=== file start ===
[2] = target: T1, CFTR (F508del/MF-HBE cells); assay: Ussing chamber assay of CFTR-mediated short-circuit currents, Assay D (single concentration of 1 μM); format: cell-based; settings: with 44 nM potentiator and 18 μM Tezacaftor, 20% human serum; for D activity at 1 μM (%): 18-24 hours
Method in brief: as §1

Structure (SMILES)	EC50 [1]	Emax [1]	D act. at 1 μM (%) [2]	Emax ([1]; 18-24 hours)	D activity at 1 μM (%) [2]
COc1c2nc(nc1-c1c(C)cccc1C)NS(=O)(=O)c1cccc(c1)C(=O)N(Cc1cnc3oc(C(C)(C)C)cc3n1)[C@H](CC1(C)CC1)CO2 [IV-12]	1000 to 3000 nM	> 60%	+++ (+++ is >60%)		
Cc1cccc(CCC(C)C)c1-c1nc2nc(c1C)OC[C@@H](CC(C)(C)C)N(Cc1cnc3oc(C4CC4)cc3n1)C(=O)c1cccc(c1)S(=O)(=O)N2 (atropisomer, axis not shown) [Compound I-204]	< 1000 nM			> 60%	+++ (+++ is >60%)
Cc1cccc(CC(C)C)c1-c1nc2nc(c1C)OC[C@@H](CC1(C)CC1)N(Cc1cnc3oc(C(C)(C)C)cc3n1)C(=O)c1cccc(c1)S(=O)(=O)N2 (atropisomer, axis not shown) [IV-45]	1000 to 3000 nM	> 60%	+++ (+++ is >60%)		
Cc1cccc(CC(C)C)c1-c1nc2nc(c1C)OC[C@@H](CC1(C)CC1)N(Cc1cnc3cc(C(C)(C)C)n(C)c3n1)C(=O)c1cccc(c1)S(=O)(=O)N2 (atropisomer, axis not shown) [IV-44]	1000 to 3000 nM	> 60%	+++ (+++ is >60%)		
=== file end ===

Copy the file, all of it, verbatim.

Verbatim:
[2] = target: T1, CFTR (F508del/MF-HBE cells); assay: Ussing chamber assay of CFTR-mediated short-circuit currents, Assay D (single concentration of 1 μM); format: cell-based; settings: with 44 nM potentiator and 18 μM Tezacaftor, 20% human serum; for D activity at 1 μM (%): 18-24 hours
Method in brief: as §1

Structure (SMILES)	EC50 [1]	Emax [1]	D act. at 1 μM (%) [2]	Emax ([1]; 18-24 hours)	D activity at 1 μM (%) [2]
COc1c2nc(nc1-c1c(C)cccc1C)NS(=O)(=O)c1cccc(c1)C(=O)N(Cc1cnc3oc(C(C)(C)C)cc3n1)[C@H](CC1(C)CC1)CO2 [IV-12]	1000 to 3000 nM	> 60%	+++ (+++ is >60%)		
Cc1cccc(CCC(C)C)c1-c1nc2nc(c1C)OC[C@@H](CC(C)(C)C)N(Cc1cnc3oc(C4CC4)cc3n1)C(=O)c1cccc(c1)S(=O)(=O)N2 (atropisomer, axis not shown) [Compound I-204]	< 1000 nM			> 60%	+++ (+++ is >60%)
Cc1cccc(CC(C)C)c1-c1nc2nc(c1C)OC[C@@H](CC1(C)CC1)N(Cc1cnc3oc(C(C)(C)C)cc3n1)C(=O)c1cccc(c1)S(=O)(=O)N2 (atropisomer, axis not shown) [IV-45]	1000 to 3000 nM	> 60%	+++ (+++ is >60%)		
Cc1cccc(CC(C)C)c1-c1nc2nc(c1C)OC[C@@H](CC1(C)CC1)N(Cc1cnc3cc(C(C)(C)C)n(C)c3n1)C(=O)c1cccc(c1)S(=O)(=O)N2 (atropisomer, axis not shown) [IV-44]	1000 to 3000 nM	> 60%	+++ (+++ is >60%)		